One of the signature aspects of Reed’s chemistry curriculum is its emphasis on molecular models. Models are extraordinarily useful tools for discovering, developing, and sharing ideas, and you will work with them frequently in Chem 201.
Physical v. Electronic
Molecular models mostly fall into two categories:
- Physical models are usually made out of plastic (or wood, or metal). The plastic pieces represent atoms in a particular way and can be connected together to make larger structures. Once upon a time, physical models were the only option available, and they retain some lovely features: they are truly 3D, you can hold them in your hand, and they can be manipulated with your fingers. These three features should not be overlooked; certain things are learned more easily by manual play.
- Electronic computer-generated models have become standard tools in scientific research. These models are constructed mathematically, that is, the model is produced by having the computer calculate the model’s properties (geometry, energy, polarity, and so on). Although the models are defined mathematically, their geometries can be rendered as 2-D images on the computer screen, and these images can be rotated and moved (and much more besides). This course will not teach you the theory underlying modeling computations, nor will it teach you how to write computer programs for making models, but it will provide practice in using two commercial modeling programs, Spartan and Odyssey. The two programs focus on different types of models. Spartan primarily makes static models that provide a detailed “snapshot” of molecular properties, whereas Odyssey primarily makes models containing many molecules that show how the molecules move and interact over short periods of time (1-100 ps).
Plastic model kits are kept in a bucket (or box) in the computer lab and in the chemistry student lounge, room 401.
Spartan and Odyssey have been installed on each of the computers in the chemistry computer lab, room 203.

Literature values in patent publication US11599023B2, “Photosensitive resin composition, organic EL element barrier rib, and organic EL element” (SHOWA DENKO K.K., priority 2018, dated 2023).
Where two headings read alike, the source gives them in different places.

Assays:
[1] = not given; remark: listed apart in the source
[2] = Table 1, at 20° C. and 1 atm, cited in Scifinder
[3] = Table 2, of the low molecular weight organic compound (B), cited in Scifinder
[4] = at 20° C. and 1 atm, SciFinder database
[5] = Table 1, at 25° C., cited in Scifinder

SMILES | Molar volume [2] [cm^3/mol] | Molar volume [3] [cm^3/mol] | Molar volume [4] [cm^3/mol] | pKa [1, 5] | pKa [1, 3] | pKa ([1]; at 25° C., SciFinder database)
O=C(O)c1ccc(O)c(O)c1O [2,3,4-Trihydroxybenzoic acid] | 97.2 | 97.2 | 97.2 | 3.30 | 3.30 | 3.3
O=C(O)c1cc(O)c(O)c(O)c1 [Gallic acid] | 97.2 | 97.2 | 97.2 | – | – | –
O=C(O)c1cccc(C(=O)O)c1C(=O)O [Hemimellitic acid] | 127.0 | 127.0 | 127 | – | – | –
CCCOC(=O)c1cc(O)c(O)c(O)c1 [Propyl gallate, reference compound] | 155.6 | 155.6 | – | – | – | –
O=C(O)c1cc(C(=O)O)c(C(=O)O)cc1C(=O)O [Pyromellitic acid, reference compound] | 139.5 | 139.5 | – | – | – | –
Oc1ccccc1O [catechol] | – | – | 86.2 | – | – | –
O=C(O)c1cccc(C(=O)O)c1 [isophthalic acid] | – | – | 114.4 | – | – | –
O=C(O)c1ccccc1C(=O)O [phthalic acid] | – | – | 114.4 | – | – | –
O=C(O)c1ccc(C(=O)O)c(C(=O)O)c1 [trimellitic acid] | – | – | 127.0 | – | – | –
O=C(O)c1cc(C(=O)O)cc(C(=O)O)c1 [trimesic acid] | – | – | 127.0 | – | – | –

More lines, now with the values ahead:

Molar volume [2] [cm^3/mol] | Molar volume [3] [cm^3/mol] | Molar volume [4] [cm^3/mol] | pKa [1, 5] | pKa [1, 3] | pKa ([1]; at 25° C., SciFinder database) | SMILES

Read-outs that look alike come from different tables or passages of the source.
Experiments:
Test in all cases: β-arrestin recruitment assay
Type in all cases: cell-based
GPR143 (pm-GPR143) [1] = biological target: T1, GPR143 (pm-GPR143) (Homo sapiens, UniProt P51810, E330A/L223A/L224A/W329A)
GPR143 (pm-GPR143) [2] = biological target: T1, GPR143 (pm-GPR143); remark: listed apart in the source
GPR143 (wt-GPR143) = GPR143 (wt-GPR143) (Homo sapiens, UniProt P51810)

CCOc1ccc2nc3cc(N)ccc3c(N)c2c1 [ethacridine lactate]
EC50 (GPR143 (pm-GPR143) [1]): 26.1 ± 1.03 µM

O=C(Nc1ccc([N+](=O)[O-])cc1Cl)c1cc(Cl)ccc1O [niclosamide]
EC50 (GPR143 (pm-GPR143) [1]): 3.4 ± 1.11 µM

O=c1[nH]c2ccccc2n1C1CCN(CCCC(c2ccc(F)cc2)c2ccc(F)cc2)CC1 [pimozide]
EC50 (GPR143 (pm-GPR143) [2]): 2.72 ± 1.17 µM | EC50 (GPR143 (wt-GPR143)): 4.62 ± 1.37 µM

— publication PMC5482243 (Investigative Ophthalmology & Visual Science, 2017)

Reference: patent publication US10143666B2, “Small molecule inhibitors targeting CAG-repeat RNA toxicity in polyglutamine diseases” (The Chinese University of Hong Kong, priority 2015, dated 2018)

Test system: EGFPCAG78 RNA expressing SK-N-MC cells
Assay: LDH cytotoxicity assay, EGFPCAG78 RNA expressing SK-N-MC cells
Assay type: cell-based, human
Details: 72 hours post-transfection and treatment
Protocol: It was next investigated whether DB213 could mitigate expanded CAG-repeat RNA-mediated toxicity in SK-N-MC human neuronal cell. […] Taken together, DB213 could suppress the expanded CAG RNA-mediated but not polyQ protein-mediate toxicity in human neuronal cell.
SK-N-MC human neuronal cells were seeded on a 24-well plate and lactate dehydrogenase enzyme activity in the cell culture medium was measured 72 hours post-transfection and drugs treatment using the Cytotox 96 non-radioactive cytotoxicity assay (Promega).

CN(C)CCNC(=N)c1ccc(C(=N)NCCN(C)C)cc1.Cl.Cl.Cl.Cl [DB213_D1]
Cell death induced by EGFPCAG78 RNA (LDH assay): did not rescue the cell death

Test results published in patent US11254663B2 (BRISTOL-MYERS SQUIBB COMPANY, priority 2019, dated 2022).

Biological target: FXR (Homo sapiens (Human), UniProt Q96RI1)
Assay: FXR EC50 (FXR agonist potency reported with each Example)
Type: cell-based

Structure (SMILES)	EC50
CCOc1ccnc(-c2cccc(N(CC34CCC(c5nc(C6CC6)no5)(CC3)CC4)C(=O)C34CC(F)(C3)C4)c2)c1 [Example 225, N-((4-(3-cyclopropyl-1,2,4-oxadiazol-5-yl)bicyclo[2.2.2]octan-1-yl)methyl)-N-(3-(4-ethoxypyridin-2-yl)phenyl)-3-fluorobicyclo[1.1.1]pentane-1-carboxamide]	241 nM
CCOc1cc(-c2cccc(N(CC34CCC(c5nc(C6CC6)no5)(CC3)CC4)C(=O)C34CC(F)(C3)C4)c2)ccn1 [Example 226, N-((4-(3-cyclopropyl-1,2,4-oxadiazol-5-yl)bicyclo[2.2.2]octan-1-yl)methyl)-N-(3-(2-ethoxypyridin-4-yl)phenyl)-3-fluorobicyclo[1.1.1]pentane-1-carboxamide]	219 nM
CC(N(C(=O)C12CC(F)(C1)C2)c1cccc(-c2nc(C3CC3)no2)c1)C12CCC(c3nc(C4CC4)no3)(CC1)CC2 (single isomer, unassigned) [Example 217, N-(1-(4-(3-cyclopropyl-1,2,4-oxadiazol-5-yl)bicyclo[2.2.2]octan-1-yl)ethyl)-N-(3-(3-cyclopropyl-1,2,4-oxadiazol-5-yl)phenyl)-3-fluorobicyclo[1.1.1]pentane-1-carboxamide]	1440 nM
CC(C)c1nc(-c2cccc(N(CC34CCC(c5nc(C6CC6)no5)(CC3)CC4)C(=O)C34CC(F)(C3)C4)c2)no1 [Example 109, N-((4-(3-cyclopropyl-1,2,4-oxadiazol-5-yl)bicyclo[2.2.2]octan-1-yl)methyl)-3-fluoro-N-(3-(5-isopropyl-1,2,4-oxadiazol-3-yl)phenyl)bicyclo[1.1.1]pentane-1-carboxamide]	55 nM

You will be permitted to use models (both types) on quizzes and the final exam so we strongly recommend that you practice working with models so that you can take good advantage of them.
Take your models with you
You should never remove the plastic models from the computer lab or the student lounge, but you can buy your own. The Chemistry Stockroom sells a very inexpensive, easy to use kit ($20 cash). The kit is light, backpack-friendly (especially if you pour the pieces into a little bag), and reasonably sturdy. Once you begin carrying it around, you will have a kit handy whenever you need it (including exams). Besides, nothing says to your dormie, “I’m taking o chem. Respect my suffering.” like a plastic molecule hanging from your backpack. (Thinking of buying a used kit? Make sure it contains the pieces you need: parts list + photos.)
Inexpensive electronic model kits are also available. We have a campus site license for both Spartan ’16 and Odyssey Student v.5. This means that you can download both of these programs to your personal computer and use them while you are on campus (you also need to be connected to the internet).
- Spartan ’16 access. Go to downloads.reed.edu, scroll down to Spartan ’16, and follow the instructions there
- Odyssey Student v.5 access. Go to Wavefunction’s downloads page, scroll down to the appropriate version of Odyssey STUDENT, and use the link to save the installer program to your computer. Installation is accomplished in the same way you might install any other program. Make sure you select “Network license” and enter the same license server information that was used for Spartan ’16.
Some other Spartan options worth considering: iSpartan ($19.99 for the iPad, iPhone, iPod Touch) and Spartan Student, a more flexible program for full-fledged computers (Windows/Mac, $50). Neither of these programs are as powerful as Spartan ’16, but once you buy them, they are yours and you can use them anywhere you want.